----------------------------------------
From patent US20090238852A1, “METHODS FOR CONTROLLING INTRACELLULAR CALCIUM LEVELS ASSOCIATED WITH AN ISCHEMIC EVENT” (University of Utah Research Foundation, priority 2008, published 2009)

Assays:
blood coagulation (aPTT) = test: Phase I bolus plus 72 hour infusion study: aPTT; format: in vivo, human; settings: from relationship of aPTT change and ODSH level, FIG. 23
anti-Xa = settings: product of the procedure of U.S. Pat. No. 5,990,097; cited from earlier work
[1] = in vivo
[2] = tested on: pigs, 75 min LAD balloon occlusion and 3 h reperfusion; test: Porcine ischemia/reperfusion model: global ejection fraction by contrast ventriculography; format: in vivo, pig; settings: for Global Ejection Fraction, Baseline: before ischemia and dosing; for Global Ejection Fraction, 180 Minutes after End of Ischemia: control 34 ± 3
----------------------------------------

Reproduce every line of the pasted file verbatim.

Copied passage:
From patent US20090238852A1, “METHODS FOR CONTROLLING INTRACELLULAR CALCIUM LEVELS ASSOCIATED WITH AN ISCHEMIC EVENT” (University of Utah Research Foundation, priority 2008, published 2009)

Assays:
blood coagulation (aPTT) = test: Phase I bolus plus 72 hour infusion study: aPTT; format: in vivo, human; settings: from relationship of aPTT change and ODSH level, FIG. 23
anti-Xa = settings: product of the procedure of U.S. Pat. No. 5,990,097; cited from earlier work
[1] = in vivo
[2] = tested on: pigs, 75 min LAD balloon occlusion and 3 h reperfusion; test: Porcine ischemia/reperfusion model: global ejection fraction by contrast ventriculography; format: in vivo, pig; settings: for Global Ejection Fraction, Baseline: before ischemia and dosing; for Global Ejection Fraction, 180 Minutes after End of Ischemia: control 34 ± 3